Commentary: Building Consumer Trust in a Changing Online World

June 24, 2015

ALEX ALBEN

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Working for Starwave Corporation during the early stages of the commercial internet in the 1990s, I wrote one of the first privacy policies for the popular ESPNet SportsZone online service. The site had rapidly gained an international audience. We gathered in a conference room with chips and soda to celebrate our first million hit day.

Starwaves management team, led by CEO Mike Slade,
thought it would be good for our website visitors to know what information we collected about users visiting our site, and what we did with it. The privacy policy was one page long. A few days ago, I checked the Walt Disney Company privacy policy that now governs the ESPN website. It runs 12 pages, with additional sections for California Privacy Rights and privacy controls.

In the past two decades, the internet has evolved from mimicking broadcast media advertising practices to gathering user data and analyzing it to deliver an array of content and advertising vehicles. Billions of dollars are spent annually to improve the underlying analytic platforms for Google, Facebook, Amazon and other leading commerce and search businesses.

As online businesses rely more on our personal data, privacy concerns play an increasingly important role in product decisions. Public trust has withered with the federal governments abuse of the Patriot Act and well-publicized data breaches involving Anthem, Target and Premera. This loss of consumer trust has reshaped the publics view of the commercial internet and given rise to a new privacy consciousness, which defines the operating environment for everyone who does business online.

Ninety-one percent of American adults now agree or strongly agree that consumers have lost control over how their personal information is collected and used by companies, according to a November 2014 Pew Research survey. People feel increasingly exposed by information they share voluntarily or without specific consent on mobile platforms. Several United States senators urged the Federal Trade Commission to investigate Verizon when its secret practice of utilizing super cookies to track the web browsing habits of its 100 million users became known. Verizon did not offer its customers an opt-out mechanism for these super cookies until the end of March.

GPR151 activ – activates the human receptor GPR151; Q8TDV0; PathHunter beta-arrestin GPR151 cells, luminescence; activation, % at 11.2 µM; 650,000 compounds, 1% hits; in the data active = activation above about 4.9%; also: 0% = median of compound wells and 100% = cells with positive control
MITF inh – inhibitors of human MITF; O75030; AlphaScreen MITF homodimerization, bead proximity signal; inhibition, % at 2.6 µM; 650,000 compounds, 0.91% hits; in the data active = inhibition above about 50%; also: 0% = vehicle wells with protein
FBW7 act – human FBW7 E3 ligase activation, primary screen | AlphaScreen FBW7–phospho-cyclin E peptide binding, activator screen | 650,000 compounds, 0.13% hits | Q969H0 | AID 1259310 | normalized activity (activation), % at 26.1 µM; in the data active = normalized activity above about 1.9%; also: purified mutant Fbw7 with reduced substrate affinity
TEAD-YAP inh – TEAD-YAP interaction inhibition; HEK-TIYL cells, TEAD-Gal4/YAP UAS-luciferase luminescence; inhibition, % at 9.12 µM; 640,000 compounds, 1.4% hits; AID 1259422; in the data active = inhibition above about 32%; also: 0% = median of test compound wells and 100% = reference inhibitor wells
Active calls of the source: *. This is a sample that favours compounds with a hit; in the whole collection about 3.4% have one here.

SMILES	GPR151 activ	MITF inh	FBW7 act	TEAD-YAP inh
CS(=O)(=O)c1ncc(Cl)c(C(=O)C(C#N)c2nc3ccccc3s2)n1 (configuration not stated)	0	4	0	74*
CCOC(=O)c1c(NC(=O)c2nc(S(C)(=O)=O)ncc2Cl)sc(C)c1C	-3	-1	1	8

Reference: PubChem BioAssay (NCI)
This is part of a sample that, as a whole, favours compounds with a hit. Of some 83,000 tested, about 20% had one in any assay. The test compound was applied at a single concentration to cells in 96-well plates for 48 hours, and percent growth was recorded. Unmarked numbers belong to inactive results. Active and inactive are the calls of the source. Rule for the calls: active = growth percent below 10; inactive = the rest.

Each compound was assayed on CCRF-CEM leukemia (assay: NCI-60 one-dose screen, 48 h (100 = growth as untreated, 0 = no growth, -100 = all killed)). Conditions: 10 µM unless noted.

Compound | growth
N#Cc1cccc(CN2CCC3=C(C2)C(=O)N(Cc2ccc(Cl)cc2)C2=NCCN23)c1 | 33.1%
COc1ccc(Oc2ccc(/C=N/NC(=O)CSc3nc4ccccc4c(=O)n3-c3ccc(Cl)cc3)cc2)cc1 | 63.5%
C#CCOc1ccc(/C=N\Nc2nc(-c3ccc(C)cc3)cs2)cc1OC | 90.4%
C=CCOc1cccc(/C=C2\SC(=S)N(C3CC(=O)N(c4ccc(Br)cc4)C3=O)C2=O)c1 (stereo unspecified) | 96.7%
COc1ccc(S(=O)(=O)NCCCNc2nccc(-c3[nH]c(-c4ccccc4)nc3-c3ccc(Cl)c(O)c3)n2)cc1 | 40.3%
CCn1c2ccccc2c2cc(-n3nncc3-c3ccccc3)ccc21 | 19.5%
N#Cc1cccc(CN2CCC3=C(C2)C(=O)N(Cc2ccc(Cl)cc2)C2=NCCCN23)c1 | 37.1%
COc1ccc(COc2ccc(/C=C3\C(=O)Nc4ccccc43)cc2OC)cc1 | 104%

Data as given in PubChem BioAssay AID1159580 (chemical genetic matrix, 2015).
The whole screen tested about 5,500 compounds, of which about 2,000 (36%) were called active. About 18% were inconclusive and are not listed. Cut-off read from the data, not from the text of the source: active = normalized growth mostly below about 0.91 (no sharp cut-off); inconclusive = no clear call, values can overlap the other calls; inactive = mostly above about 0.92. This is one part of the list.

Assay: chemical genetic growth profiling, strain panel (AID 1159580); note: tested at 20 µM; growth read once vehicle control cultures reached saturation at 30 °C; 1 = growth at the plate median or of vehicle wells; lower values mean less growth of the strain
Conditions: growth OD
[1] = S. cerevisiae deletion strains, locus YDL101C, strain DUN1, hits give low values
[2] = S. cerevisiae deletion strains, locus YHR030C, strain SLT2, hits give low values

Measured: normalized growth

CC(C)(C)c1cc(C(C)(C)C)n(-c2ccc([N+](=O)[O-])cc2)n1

In this atmosphere of mistrust, businesses especially Washington states tech leaders might consider leveraging good privacy practices as a way to win over skeptical consumers:

Twenty-seven percent of American millennials reported that they had abandoned an online purchase in the past month due to a privacy or security concern, according to a Raytheon-National Cyber Security Alliance study.

Three-quarters of adults indicate a high sensitivity to privacy issues, peaking at 83 percent of those in the 46-to-65 age group. (See The Eye of the Beholder, by Andrew Serwin and Tina Stow.)

It makes sense that building trust with consumers will not only address their privacy concerns but also foster a more durable and profitable business relationship. Companies that embrace this philosophy must, at minimum, build a culture around the following practices:

1. Transparency regarding the collection and specific use of personal information provided by customers.
2. Flexibility and choice regarding spheres of sharing of data provided by customers. For example, make sharing with affiliates or vendors an opt in choice rather than an opt out.
3. Adopt reasonable policies regarding data retention and give consumers access to personal information they store.
4. Establish accountability, not just with respect to legal requirements but honoring consumers rights to the ownership and use of their personal information.
5. Implement a companywide cyber security plan, which incorporates risk assessment, employee training, monitoring threats, and clearly reporting cyber attacks and data breaches.

This is by no means an exhaustive list of ideas or tools to enhance privacy and security. Business no longer operates in a climate where privacy is an add-on requirement prompted by government or consumer advocates. When companies understand that adopting privacy as a core value will build enduring relationships, everyone will profit.

Alex Alben, a high-tech industry veteran, is chief privacy officer for the state of Washington. The opinions expressed here are his own.